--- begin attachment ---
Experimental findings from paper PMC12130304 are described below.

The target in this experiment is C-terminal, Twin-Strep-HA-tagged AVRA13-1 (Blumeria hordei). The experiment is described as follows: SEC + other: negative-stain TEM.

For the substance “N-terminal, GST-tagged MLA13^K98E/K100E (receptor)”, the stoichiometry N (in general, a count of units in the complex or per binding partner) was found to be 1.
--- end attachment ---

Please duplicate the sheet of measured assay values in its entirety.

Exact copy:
Experimental findings from paper PMC12130304 are described below.

The target in this experiment is C-terminal, Twin-Strep-HA-tagged AVRA13-1 (Blumeria hordei). The experiment is described as follows: SEC + other: negative-stain TEM.

For the substance “N-terminal, GST-tagged MLA13^K98E/K100E (receptor)”, the stoichiometry N (in general, a count of units in the complex or per binding partner) was found to be 1.